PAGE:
Blog > Ask the Experts about Health Care Reform
Welcome to SIA Group’s new blog series – Ask the Experts. With ever-changing laws and regulations it can be hard to stay up to date and remain compliant. It’s no surprise you have questions. The good news, we’ve got the answers.
Topic: Health Care Reform and Benefits
Question: Our company’s group medical plan covers in-network preventive care, including contraceptives, at 100%. Do the new federal rules about exemptions from mandated contraceptive coverage affect us?
Answer: Probably not. The federal agencies that write the Affordable Care Act (ACA) regulations recently issued new rules to allow more employers to exclude contraceptive coverage from their health plans. The exemptions are optional, however, so employers do not have to make any changes. For employers that object to including the coverage based on religious or moral convictions, the new rules expand the available exemptions.
The ACA generally requires non grandfathered health plans to cover specific preventive care services at 100%. The list of services includes prescribed contraceptives. (Over-the-counter items are not covered by health plans.) Religious employers, such as churches, have always been exempt from covering contraceptives. The ACA also provides an accommodation process for religiously-affiliated nonprofit employers, such as various hospitals and colleges, to carve out contraceptive coverage. Closely-held for-profit companies have also been able to use the accommodation based on their owners’ religious beliefs.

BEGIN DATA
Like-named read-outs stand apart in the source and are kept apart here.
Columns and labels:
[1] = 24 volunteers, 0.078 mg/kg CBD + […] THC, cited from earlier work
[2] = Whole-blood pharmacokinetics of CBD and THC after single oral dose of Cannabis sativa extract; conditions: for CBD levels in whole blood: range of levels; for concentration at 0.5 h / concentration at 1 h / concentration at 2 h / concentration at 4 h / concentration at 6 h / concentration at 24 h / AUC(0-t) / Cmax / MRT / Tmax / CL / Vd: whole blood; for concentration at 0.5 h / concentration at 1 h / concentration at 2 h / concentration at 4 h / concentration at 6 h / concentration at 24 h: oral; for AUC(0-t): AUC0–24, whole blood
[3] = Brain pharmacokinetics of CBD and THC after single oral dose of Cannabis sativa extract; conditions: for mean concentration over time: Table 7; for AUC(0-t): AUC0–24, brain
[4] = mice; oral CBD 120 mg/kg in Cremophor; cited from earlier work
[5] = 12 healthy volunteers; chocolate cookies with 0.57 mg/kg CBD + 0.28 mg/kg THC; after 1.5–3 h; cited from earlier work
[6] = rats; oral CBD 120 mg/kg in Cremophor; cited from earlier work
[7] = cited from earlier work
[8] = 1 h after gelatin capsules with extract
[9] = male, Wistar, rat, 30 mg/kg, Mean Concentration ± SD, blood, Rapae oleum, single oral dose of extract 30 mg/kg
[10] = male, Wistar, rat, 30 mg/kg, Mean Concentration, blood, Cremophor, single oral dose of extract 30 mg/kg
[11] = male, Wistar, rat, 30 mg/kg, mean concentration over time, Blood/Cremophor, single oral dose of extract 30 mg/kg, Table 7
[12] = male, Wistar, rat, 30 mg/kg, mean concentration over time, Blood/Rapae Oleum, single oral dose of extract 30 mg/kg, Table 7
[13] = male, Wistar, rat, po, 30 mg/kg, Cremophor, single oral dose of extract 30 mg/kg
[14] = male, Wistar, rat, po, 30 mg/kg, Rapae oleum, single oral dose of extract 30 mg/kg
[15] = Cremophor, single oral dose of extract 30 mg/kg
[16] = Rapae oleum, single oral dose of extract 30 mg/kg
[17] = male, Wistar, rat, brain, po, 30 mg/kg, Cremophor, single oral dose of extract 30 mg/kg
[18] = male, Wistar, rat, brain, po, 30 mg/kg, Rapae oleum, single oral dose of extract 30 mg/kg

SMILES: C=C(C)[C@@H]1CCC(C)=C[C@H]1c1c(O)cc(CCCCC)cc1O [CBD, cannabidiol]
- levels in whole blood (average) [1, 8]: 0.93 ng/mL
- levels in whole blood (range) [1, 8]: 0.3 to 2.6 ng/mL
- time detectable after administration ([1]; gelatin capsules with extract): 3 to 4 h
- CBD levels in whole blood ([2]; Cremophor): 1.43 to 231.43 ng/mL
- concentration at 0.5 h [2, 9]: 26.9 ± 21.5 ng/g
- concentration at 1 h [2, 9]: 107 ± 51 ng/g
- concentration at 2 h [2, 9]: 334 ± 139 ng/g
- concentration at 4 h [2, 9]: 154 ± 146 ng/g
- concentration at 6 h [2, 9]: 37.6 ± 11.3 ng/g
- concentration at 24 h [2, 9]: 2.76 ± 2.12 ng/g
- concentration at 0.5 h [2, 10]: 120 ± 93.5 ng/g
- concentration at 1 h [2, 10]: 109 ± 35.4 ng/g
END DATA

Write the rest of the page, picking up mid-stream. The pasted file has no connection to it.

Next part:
The new rules expand the current exemptions so that any employer, including nonprofit organizations and for-profit companies, may claim a religious objection to covering contraceptives. Further, any employer, other than a publicly-traded company, may claim a moral objection to providing the coverage.
To recap, the new rules do not require any employer to make changes but merely expand the available exemptions. State insurance laws may not offer the same broad scope of exemptions. Carriers that operate in the state can provide information about that state’s laws.
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